Smoke control ventilation systems are imperative in fire safety, especially in multi-occupancy building fires. So, how can we ventilate stairwells?
Smoke ventilation systems are life safety systems designed to facilitate the safe escape of occupants in the event of a fire and also enable the fire to be fought in its early stages. There is well defined and strict legislation and design guidance that defines and governs the installation, performance and maintenance of smoke ventilation systems that must be considered and adhered to when specifying any system.
Smoke control has been a life safety feature adopted in some types of buildings for over 50 years. Over time, there have been regulatory changes made to specific technical and performance parameters, but the basic concept of the smoke control system remains the same.
The purpose of smoke control is to reduce the build-up of smoke within an enclosed space in order to provide the occupants of the space sufficient time to evacuate to a safer area of the building or to exit the building. Smoke control systems are also designed to reduce the rate of growth of the ‘hot smoke’ layer in a fire affected zone such that it is maintained at above a typical person’s height for a sufficient period to allow occupants to escape the hazardous area.
A smoke control system is not designed to extinguish or control a fire or to protect the building contents from smoke damage. It may be used by firefighters to provide better conditions to fight a fire and to help clear residual smoke from an area following a fire event.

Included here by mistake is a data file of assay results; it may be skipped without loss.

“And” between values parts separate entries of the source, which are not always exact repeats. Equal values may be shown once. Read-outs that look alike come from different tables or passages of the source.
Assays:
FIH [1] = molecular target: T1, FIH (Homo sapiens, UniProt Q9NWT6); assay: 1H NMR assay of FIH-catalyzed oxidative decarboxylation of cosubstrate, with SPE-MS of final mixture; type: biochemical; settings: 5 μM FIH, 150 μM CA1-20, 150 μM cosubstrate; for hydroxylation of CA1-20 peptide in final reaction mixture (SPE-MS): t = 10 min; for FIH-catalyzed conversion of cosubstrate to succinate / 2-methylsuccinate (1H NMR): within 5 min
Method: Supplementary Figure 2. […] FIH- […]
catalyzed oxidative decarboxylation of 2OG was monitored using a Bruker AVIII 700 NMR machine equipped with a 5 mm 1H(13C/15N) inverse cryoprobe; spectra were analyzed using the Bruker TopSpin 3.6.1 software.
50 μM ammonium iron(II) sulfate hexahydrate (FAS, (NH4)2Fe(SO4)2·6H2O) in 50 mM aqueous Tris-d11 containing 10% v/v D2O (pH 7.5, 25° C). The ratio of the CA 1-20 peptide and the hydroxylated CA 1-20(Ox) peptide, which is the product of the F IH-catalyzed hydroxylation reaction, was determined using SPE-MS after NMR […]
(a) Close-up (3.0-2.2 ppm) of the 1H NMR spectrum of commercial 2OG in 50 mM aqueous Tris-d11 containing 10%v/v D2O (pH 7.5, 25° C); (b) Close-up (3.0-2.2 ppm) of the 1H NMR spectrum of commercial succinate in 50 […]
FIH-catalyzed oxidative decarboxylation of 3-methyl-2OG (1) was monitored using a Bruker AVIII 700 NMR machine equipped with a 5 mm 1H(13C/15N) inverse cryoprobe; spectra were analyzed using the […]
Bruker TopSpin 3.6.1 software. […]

Smoke control systems are normally required for buildings more than 25 metres in effective height in accordance with the National Construction Code (NCC). There are other situations where smoke control systems are mandated, including some public buildings, large isolated buildings (large floor areas) and buildings with atria spanning more than two storeys. In addition, smoke control systems may be included where a fire engineered risk based design solution is utilised in lieu of a deemed to comply design.
Buildings over 25 metres also normally include stairwell pressurisation systems. Whilst not a smoke venting provision, stair pressurisation systems provide many of the same benefits of a smoke control system as they actively pressurise emergency escape stairs to limit prevent the ingress of smoke during evacuation.
Smoke control system design requirements are covered in Australian Standard AS/NZS 1668.1. This standard includes information on construction of elements, fire protection of openings, various different modes of equipment action in fire mode, pressurisation and air velocity requirements to ensure the effectiveness of the smoke control system.
How do smoke control systems save lives and protect property?
- By keeping escape and access routes free from smoke
- By facilitating fire-fighting operations
- By reducing the risk of the fire developing further
- By protecting the contents of the building
- By reducing the risk of damage to the building
To read the full article see our latest issue: December/ January 2022 Single Issue – Fire Buyer International